For this salad, I roasted mushrooms and green pepper over the coals, and added them to a bed of mixed lettuce ,rocket, fresh, plump tomatoes, cucumber, parmesan shavings topped with a basil and chive vinaigrette.

Salad recipe:

6-8 mushrooms, grilled over coals on a skewer and halved

half a green pepper (any colour will do), cut length wise in thick strips and across into large blocks, grilled over coals on a skewer until roasted

bunch of mixed lettuce, including rocket, shredded

1 tomato, cut into wedges

1/3 cucumber, cut into slices

1/4 cup parmesan shavings

handful olives

whatever other ingredients you would like to add to make the perfect salad

Mix or layer all your ingredients in a large salad bowl, and add your mushrooms, peppers and parmesan last. Drizzle with the dressing and serve.

Basil and chive vinaigrette:

50 ml red wine vinegar

25 ml olive oil

25 ml balsamic vinegar

6-7 leafs basil, finely chopped

3-4 springs chive, finely chopped

salt and freshly ground black pepper to taste

Add all the ingredients together and mix very well. Drizzle over the salad just before serving.

Bolognaise, feta and rocket pizza

Who does not like pizza?  This is one of my favourite weekend recipes- the bolognaise sauce can simmer and reduce until just right, whilst the home-made pizza dough rise leisurely in the window sill. I aim to use Italian flavours for the bolognaise  just because both pizza and bolognaise are of Italian origin. This also gives me the opportunity to nip back some of my herb plants which encourages new growth.

This is definitely not a low-fat recipe, but, as mentioned in earlier posts, I reduce the amount of sugar and preservatives found in bottled tomato sauce and frozen pizza basis, by rather making my own.  I know precisely what goes into everything that the pizza is made up of, and can make whole wheat or gluten-free pizza basis by replacing the cake flour that I use in this recipe with either whole-wheat or gluten-free flour, which is readily available at health shops these days. You can also of course not add cheese at the end and create a lactose-free pizza, but I honestly don’t know what a pizza without cheese is. This recipe gives approximately three pizzas.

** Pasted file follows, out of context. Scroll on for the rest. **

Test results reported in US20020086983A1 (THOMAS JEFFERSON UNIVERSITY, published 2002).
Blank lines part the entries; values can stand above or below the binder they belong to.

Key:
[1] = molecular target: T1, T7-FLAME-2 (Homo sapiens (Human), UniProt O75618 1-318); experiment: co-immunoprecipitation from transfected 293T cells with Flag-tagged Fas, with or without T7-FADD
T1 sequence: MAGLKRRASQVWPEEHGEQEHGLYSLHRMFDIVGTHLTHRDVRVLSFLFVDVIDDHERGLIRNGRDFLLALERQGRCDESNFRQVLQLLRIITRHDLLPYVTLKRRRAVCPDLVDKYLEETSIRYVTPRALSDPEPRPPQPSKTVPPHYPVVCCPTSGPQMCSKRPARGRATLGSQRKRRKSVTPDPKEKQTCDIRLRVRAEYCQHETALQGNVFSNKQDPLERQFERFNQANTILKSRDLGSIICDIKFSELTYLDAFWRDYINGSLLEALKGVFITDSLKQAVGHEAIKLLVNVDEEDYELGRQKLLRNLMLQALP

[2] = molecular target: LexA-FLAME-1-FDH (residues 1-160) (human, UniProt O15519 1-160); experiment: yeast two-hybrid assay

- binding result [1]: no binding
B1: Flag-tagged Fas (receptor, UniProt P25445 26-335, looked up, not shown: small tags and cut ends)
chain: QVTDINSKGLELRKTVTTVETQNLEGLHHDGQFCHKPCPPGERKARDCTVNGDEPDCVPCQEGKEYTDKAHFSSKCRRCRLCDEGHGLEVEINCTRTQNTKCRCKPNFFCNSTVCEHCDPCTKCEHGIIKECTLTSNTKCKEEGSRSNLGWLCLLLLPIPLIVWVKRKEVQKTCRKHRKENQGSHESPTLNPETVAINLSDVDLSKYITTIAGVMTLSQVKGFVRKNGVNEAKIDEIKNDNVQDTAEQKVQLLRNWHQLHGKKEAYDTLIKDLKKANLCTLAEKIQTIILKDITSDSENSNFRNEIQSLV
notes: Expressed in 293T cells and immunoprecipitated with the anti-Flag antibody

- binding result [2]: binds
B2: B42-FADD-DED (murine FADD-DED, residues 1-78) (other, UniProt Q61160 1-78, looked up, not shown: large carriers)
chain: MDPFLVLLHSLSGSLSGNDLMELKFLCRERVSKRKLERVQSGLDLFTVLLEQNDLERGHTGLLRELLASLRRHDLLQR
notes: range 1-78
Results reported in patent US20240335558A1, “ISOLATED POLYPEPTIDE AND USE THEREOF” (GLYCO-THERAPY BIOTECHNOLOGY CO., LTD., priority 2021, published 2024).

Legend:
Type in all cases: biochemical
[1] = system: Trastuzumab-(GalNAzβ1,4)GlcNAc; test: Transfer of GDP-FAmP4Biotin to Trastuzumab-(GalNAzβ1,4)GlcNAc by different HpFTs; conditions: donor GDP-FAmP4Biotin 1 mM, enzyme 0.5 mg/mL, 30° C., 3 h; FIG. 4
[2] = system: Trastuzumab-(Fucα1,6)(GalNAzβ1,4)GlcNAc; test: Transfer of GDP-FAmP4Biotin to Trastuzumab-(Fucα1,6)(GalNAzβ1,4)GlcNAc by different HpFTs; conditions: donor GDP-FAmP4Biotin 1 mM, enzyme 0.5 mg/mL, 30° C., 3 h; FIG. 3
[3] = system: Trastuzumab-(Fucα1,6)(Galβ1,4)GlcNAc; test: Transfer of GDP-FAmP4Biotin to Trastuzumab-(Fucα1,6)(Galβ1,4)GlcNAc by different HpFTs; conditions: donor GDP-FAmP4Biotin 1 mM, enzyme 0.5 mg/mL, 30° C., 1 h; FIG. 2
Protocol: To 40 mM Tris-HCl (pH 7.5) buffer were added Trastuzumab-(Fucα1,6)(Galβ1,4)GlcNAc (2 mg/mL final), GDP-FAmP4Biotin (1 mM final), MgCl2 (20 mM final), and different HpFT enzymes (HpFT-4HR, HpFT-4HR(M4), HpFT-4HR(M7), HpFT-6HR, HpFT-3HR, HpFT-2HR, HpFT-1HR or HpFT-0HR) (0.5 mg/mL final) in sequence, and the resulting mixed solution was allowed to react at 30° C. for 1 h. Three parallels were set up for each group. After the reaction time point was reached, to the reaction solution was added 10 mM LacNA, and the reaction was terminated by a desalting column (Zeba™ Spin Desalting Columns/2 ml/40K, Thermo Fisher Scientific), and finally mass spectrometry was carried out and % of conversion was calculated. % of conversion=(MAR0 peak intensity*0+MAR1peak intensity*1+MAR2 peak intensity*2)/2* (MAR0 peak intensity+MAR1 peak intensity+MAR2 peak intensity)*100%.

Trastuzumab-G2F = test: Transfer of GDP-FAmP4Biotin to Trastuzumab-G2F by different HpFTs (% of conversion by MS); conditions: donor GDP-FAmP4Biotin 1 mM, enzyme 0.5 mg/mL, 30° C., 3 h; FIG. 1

For the base:

1 1/2 cup flour

150 ml luke warm water

5 grams (1/2 sachet) instant yeast

10 ml sugar

pinch salt

45 ml olive oil

Add your flour and salt to a mixing bowl (no need to sift), and make a well in the middle of the flour. Add the olive oil. In a separate measuring jug, add the yeast and sugar and 150 ml lukewarm water.  Mix and leave for 5 minutes until frothy. Add to the flour, and start kneading. The more you knead the softer the dough will become. Knead for 5-10 minutes until your dough feels silky and everything has come together. You should be able to press the dough lightly with your finger and see it return to shape slightly. Rub with a drop or two olive oil (which prevents it to crack and dry when rising) and cover with a damp cloth. Place somewhere warm and sunny and allow to rise for 1 hour. Roll out on a surface that is slightly covered with flour and shape accordingly.

For the bolognaise sauce:

200 gram lean mince

1 brown onion, chopped

1 clove garlic, crushed or finely chopped

1 tin tomato paste

1 can whole peeled tomatoes or cherry tomatoes

2 tablespoons chopped flat-leaf parsley

1/4 cup chopped fresh basil

1 tablespoon dried oregano

salt and black pepper to taste

Heat a dash of olive oil over moderate heat in a pan. Brown the onion and garlic, and add the mince. Brown the mince, then add the tomato paste and canned tomato. I rinse my cans (for recycling) with 40-50 ml water, and add that to the sauce as well. Allow to simmer gently for 20-30 minutes until reduced. Add the parsley, basil, and oregano, mix well and set aside to cool.

For the pizza:

Prepared pizza base (above)

Prepared bolognaise sauce (above)

1/2 red pepper, thinly sliced

5-6 button mushrooms, thinly sliced

2-3 cups grated mozzarella cheese

1 wheel feta, crumbled

handful fresh shredded rocket

Preheat the oven to 190 degrees Celsius. There is no need for a tomato base as it is already included in the bolognaise sauce. To assemble the pizza I first cover the base with the bolognaise sauce, followed by the peppers and mushrooms. Lastly I cover everything in cheese and feta, and bake in the oven until golden and bubbling. The pizza crust should be golden and crisp. Once the pizza is out of the oven, add shredded rocket to serve. Bon apetit!